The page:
Sebastian Scheiner / AP

MIAMI—In a country where anti-Semitic attacks have spiked and the president has sometimes hesitated to condemn neo-Nazis, two men who celebrated their bar mitzvahs in the 1950s suddenly want to talk about their Jewishness.

“I know I’m not the only Jewish candidate running for president,” Mike Bloomberg, the former New York City mayor, told a packed synagogue here today, referencing his Democratic-primary rival Senator Bernie Sanders. “But I am the only one who doesn’t want to turn America into a kibbutz.” For the first time in American history, this niche joke fit neatly into a campaign for the White House. And for the first time in American history, there’s a good chance that a Jewish candidate for president will beat another Jewish candidate to become a major party’s nominee.

Before this campaign, neither Bloomberg nor Sanders spent much time publicly discussing, let alone celebrating, their Jewishness. But a few weeks ago, Sanders was ice-skating during a Hanukkah party at a Des Moines rink, lighting a giant menorah with a blowtorch and mouthing the words to a few of the Hanukkah songs. And Bloomberg was here, making a direct appeal to Jewish voters complete with deli references and Catskills-style rim shots. He quoted Leviticus (a book he identified by its Hebrew name, Vayikra) in Hebrew and said, “Lo ta-amode, do not stand by idly while your neighbor’s blood is shed,” stumbling slightly over the pronunciation, much like how he misplaced the emphasis on the word kibbutz.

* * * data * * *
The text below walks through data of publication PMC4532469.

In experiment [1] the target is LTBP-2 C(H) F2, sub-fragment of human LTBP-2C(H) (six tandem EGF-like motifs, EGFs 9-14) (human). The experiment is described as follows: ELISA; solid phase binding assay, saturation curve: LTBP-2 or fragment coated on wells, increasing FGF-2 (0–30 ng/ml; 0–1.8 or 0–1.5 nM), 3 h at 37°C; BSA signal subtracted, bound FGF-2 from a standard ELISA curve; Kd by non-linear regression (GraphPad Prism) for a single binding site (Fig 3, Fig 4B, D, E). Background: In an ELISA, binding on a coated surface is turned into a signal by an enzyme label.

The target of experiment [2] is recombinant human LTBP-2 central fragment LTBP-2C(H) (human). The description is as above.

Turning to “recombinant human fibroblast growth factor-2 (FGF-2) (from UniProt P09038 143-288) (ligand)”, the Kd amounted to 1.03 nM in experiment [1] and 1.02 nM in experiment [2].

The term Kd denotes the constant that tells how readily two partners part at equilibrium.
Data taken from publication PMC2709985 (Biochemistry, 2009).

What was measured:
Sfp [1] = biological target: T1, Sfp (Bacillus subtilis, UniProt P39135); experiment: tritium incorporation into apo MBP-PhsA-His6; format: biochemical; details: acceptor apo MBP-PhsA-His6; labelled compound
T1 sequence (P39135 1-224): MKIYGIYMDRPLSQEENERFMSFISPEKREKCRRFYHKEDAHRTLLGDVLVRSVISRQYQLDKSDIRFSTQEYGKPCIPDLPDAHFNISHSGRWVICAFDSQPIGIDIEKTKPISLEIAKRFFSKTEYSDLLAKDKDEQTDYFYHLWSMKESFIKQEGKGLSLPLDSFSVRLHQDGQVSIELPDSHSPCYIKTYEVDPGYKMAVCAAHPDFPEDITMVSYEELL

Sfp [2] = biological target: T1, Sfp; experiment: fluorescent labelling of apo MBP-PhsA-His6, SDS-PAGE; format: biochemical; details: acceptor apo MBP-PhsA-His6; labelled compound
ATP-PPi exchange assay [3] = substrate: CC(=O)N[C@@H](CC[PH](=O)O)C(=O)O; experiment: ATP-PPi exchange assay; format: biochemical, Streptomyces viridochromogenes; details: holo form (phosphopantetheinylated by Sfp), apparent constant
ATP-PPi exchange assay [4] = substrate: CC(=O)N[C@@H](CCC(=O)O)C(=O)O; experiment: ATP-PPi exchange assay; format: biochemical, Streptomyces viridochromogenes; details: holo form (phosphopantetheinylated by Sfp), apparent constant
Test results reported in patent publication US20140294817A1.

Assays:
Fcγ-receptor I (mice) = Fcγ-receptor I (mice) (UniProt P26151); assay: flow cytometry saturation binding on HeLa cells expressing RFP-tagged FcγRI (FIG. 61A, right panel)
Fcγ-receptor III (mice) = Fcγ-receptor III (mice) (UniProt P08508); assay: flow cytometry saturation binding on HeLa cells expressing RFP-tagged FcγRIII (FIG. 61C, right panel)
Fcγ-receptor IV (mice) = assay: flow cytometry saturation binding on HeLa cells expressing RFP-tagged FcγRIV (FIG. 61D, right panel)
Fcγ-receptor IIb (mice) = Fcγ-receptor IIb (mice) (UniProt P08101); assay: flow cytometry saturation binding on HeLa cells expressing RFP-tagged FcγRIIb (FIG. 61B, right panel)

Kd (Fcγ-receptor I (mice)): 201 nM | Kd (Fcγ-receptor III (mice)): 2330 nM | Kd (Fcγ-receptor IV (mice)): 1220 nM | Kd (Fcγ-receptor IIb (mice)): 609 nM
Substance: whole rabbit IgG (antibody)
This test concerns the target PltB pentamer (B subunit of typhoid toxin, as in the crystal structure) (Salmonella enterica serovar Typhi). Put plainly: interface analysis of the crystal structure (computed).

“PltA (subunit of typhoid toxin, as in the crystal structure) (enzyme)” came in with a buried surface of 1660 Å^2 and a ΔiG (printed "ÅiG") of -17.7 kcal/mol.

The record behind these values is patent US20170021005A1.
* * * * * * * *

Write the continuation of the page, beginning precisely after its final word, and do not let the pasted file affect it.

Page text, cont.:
To those who know Bloomberg well and even spent years working for him, this is a surprising turn. As mayor, he was more of the stop-by-synagogue-on-Rosh-Hashanah kind of observer, not the guy who’d make a not-so-subtle reference to Donald Trump as “a pharaoh who knows not Joseph,” and speak about “standing together, rejecting demagogues who try to seduce us by playing us against each other, and uniting behind the only shield that can protect us: our common values as American citizens and our common humanity as God’s children.” Bloomberg went all in, going directly from “When Moses descended from Mount Sinai, he smashed the golden calf and raised high a tablet of laws,” to noting that Monday is “the 75th anniversary of Auschwitz’s liberation,” and recalling his own visit to the death camp a few years ago.